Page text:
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RIP, Bob Gibson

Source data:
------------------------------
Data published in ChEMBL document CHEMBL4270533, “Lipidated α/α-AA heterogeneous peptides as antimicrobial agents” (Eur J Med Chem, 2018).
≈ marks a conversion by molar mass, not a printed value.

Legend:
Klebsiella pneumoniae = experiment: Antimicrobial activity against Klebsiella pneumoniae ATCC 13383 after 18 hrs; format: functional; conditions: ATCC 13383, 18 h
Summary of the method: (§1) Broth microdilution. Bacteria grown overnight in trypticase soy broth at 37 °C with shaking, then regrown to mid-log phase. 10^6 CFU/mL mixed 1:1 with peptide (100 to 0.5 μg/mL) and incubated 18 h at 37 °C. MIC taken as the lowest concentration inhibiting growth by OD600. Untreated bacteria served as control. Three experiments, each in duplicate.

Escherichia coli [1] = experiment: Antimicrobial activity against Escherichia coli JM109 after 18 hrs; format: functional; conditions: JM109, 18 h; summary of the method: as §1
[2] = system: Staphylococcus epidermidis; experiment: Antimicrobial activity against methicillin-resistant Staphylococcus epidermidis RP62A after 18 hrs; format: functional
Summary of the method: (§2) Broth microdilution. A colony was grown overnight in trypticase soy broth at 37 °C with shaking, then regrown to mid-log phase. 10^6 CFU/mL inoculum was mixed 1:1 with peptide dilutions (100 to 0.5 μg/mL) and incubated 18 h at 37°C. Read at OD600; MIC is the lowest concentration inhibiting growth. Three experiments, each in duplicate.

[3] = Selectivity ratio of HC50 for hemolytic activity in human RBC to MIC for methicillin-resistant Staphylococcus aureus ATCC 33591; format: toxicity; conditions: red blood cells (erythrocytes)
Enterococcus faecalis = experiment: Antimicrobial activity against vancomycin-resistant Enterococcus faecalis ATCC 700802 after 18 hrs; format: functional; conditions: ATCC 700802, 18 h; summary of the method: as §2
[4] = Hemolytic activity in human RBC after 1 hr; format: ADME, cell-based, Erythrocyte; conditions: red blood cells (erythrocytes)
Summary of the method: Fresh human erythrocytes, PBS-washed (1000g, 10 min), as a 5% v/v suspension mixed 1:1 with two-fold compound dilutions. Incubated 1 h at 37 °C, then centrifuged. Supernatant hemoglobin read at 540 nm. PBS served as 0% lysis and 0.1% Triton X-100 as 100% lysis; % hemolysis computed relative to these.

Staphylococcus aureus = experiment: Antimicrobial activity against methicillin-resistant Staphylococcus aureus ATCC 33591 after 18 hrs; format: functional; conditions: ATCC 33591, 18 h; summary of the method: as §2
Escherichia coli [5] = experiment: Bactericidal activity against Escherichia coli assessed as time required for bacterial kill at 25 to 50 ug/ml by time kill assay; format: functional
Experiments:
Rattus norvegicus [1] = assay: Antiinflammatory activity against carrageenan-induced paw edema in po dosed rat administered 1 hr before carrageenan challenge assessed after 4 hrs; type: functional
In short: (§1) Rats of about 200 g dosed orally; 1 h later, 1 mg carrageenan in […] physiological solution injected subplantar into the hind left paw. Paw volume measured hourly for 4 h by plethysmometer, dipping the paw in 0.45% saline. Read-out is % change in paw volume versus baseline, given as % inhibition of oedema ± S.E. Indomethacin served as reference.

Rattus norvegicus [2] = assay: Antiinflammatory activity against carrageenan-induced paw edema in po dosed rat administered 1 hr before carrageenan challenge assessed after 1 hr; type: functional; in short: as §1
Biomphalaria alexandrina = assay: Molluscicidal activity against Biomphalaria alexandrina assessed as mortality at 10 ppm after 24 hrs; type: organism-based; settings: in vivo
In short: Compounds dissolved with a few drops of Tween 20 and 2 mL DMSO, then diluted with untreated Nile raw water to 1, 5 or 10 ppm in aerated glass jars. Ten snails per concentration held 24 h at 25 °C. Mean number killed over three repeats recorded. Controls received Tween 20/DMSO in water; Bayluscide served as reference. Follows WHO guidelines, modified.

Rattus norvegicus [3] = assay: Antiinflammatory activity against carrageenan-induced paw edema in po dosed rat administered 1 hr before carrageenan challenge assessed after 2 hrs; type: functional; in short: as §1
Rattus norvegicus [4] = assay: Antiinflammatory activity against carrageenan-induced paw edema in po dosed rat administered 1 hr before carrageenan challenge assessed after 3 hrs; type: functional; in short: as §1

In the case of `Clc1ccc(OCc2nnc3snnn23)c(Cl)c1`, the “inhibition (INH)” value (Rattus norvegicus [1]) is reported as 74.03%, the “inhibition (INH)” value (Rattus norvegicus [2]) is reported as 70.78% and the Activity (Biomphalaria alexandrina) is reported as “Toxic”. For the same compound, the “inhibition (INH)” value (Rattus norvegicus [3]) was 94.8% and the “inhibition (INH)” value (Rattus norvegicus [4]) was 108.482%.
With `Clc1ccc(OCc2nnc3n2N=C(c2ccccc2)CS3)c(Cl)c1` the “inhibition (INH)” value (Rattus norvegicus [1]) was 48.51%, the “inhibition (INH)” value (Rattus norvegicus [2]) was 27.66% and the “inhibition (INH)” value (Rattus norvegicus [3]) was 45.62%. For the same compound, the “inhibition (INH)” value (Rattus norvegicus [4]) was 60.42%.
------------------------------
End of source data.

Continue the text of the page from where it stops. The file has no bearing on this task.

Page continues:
Sometimes I got lucky in life. The times I saw Bob Gibson pitch for the St. Louis Cardinals at Wrigley Field, I count that as luck. I think I saw him pitch about three times in the very early 1970s. The games were really good when it was Gibson going up against the Cubs’ Fergie Jenkins. Like the grey-beard rock-and-rollers I grew up listening to, the athletes from my youth are starting to kick the bucket as well, only making me feel older in the process. Earlier this month, the great Gibson died from pancreatic cancer. Not only a pitcher of the highest caliber (9x All-Star, 2x World Series champ, 2x NL Cy Young winner, etc.) Gibson led the way toward more integration in baseball, 1960, when blacks were forced to sleep in different motels than their white teammates. Guys like Gibson, Curt Flood, were instrumental in making the Cardinals the first team in the MLB to fully integrate its clubhouse and end segregation. Compared to back then, the multi-million-dollar black players have nothing to complain about, but they do. It is tragic when a rogue cop (or cops) kills an innocent, unarmed black guy; but those same rogue cops are actually killing more whites per year than blacks. Per capita, the blacks’ numbers are higher, however, and some surveys show that a black guy is about 3.5 more times likely to be shot dead by a cop than a white guy. The real tragedy for blacks, though, are the number of kids born into singlefamily homes these days (approximately 75 percent). The other tragedy are the number of blacks killing other blacks, but the politicians, or so it seems, don’t want to talk about that and what can be done to stem the tide. “Cop killings” make for more sensational headlines, news coverage, even though both are tragic affairs. Point is, guys like Gibson were indeed treated like second-class citizens until he and a few others managed to turn around the team. Gibson was fast, had great control, and he knocked hitters off the plate when they tried to dig in against his coming onslaught. An ex-Harlem Globetrotter, Gibson posted a 1.12 ERA in ’68, which was the best number posted since 1914. That ERA number, in fact, force Major League Baseball to lower the pitching mound the following year. Quotes made by Bob Gibson – some of the best ones – are included below,

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